A number of people are surprised to find out that I identify as Christian. (They are less surprised when they find out I’m a member of the United Church of Canada, which some would hardly classify as any real kind of Christianity, in some cases.) It’s not even like I identify as a “secular Christian” like some identify as “secular Jews”… no, I believe in a ‘God’ (we’ll leave that for another day). I am otherwise a completely rational person, and recognize this belief in a ‘God’ as being irrational, so why haven’t I denounced it all? It’s a long story, one I’m going to tell in a few parts.
My family wasn’t actually overly religious while I was growing up. We lived in a small town, Bothwell Ontario, in the middle of a corn field. In these sorts of places pretty much everyone goes to church. In a town of about 700 people (at the time) there was at least 4 churches that I can remember. We went to the United Church, where my brother took up the collection, my sister and I sang and we were always in the Christmas plays…we were good little church goers.
If you don’t know a lot about the United Church, then I’ll just give you this bit of information: It is insanely liberal, progressive and inclusive. They marry homosexual couples (if the minister wants to), they don’t say Jesus in church (if the minister doesn’t want to), they take the bible very metaphorically (as metaphorically as you want to) and they seriously love egg salad sandwiches…I’ve been to UCCs across the country and they all love their egg salad sandwiches. Very, very progressive and inclusive.
However, when I got a bit older I switched to the baptist church. I know, I know… but it’s where all my friends went. Also, my mom remarried after my dad died and my new step-dad was the minister of the United Church, so I didn’t like going and listening to him talk even more than I already had to at home. This is when I entered my crazy-christian phase, and where I think a lot of my internal conditioning about religion comes from.
The baptists are more fundamental than the United churches, not quite as fundamental as southern baptists in the States, but they’re pretty close. They’re about as fundamental as it gets in Canada. But because they’re fundamental, they’re also more “fun”. The christian rock, the big youth groups and the big gatherings. It was fun, interactive and a solid community of people. I think the most addictive things were the “Acquire the Fire” events. We would all board a big bus and shoot off to Hamilton for a weekend – I wrote about these trips back in 2006. I won’t reiterate too much of what happened when I was there but here are some interesting highlights:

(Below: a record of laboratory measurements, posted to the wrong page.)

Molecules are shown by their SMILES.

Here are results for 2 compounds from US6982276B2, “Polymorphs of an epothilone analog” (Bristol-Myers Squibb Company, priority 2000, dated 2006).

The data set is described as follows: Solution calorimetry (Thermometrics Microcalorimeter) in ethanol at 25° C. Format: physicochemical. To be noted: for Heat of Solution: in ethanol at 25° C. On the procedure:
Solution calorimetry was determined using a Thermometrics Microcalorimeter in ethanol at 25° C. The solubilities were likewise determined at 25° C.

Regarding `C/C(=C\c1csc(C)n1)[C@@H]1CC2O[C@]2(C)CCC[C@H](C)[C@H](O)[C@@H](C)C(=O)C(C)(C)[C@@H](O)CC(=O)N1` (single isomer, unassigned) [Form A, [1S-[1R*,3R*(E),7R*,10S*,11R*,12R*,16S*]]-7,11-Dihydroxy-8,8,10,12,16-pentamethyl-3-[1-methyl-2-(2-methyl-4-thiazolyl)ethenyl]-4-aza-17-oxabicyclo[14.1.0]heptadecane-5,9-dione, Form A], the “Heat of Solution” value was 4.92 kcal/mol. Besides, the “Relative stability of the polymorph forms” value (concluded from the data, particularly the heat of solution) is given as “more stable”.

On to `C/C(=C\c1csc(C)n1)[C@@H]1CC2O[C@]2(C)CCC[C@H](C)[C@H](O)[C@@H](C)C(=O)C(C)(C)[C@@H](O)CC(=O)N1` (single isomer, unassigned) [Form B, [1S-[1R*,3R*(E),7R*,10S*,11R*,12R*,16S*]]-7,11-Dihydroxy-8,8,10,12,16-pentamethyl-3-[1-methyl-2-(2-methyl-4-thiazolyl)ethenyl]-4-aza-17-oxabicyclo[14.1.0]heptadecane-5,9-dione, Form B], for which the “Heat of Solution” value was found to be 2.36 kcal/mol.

- The first day I was there they had me on my knees, crying my eyes out and grabbing Ron Luce’s feet asking him to save me. He dumped water on me and said we’d work on it.
- I made some sort of promise to stop watching TV for a year… something about there being too much wickedness on TV that was corrupting my brain.
- Any homosexual tendencies I thought I had were the devil in me. When I learned this at ATF it coincided with the first time I ever questioned/started to explore my sexuality. About three weeks before the event I had actually started dating my first girlfriend. When I got back from ATF I broke up with her immediately and didn’t talk to her for well over a year.
- I promised to be a virgin (even though I think at that point it was already too late… but I guess I promised to not do it again), to read my bible every day, to tell *all* my friends about God/Jesus (and I did…they hated me for a while), to be active with my church community and to forever be guilty if I questioned that any of this was wrong in anyway.
Crazy Christian Katie lasted for about two years (when I turned into Crazy Environmentalist Katie). I didn’t necessarily stop believing in God, but I stopped…caring as much. In first year university I started to question my belief, but only a little bit. I ended up posting somewhere that I was questioning my belief in God. I didn’t even say “I don’t believe in God”… I said something like “Sometimes I wonder if there is a God”. The camp that I had been working at for about 4 years and attending for at least 13 years called me up and told me that I wasn’t welcome back because of my views on God.
This pissed me off! I didn’t think anyone should be denied a job because of their views on God. So… This is when I joined my first atheist group and went through my “new atheism” phase of pure anger and hatred of religion. This anger dissipated over about a year but I stayed active in the atheist movement because I find secularism to be important and a sufficient use of my time. Only recently have I started to really think about my faith again. About six months ago I rationalized it all out and realized… I don’t think I can ever be an atheist for about 6 (give or take) different reasons that I will describe in this “mini-series” of sorts. Perhaps, in this den of atheists, the problems can be fixed. I’ve come very very close to denouncing my Christianity entirely, but it’s a lot harder than that. I’ll say “okay, this is it!” and then before I know it the guilt kicks me in the gut and the conditioning slaps me in the face.
I think my story is important for people in the atheism activism movement to keep in mind – moderates are our allies. I don’t think too many people would argue that I’ve hindered the atheist activist movement in Canada, in fact some might say that I’ve helped push it along. This coming year I’ll be involved with four different secular/atheist activist groups as either an executive or key volunteer while I continue to identify as Christian. So yeah, religion can be fucked up sometimes – but some of the religious folks are okay and will help atheists out.
In the next few posts I’ll talk about the reasons why I can’t denounce my faith… :)